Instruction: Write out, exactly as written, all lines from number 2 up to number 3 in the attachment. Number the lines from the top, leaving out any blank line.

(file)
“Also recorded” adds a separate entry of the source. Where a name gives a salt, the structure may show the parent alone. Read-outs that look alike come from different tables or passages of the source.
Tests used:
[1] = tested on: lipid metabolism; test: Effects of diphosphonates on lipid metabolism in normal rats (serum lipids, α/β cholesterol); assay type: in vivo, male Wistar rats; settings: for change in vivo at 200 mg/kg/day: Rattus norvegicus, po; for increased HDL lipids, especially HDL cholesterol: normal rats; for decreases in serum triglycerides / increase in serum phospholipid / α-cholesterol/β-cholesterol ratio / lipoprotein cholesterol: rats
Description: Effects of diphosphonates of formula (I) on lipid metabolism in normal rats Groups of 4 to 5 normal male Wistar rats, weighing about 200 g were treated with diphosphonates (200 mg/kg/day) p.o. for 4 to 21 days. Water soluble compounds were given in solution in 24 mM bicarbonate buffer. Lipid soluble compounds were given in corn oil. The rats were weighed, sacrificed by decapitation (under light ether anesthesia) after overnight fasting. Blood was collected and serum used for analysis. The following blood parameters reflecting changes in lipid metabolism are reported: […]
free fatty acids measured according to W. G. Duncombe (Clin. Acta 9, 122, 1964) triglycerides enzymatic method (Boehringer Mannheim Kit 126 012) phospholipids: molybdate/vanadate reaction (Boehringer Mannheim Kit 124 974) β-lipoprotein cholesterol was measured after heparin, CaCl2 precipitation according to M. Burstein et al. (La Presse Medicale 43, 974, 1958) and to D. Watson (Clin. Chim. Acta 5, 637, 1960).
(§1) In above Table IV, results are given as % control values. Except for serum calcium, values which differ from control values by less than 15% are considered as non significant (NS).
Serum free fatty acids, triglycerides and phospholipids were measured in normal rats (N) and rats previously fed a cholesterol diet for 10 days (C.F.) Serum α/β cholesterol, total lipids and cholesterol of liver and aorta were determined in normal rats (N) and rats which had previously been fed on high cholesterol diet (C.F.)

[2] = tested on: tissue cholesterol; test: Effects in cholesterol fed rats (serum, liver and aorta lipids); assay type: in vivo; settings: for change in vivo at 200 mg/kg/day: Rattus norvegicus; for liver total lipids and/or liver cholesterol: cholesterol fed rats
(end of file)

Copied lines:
Tests used:
[1] = tested on: lipid metabolism; test: Effects of diphosphonates on lipid metabolism in normal rats (serum lipids, α/β cholesterol); assay type: in vivo, male Wistar rats; settings: for change in vivo at 200 mg/kg/day: Rattus norvegicus, po; for increased HDL lipids, especially HDL cholesterol: normal rats; for decreases in serum triglycerides / increase in serum phospholipid / α-cholesterol/β-cholesterol ratio / lipoprotein cholesterol: rats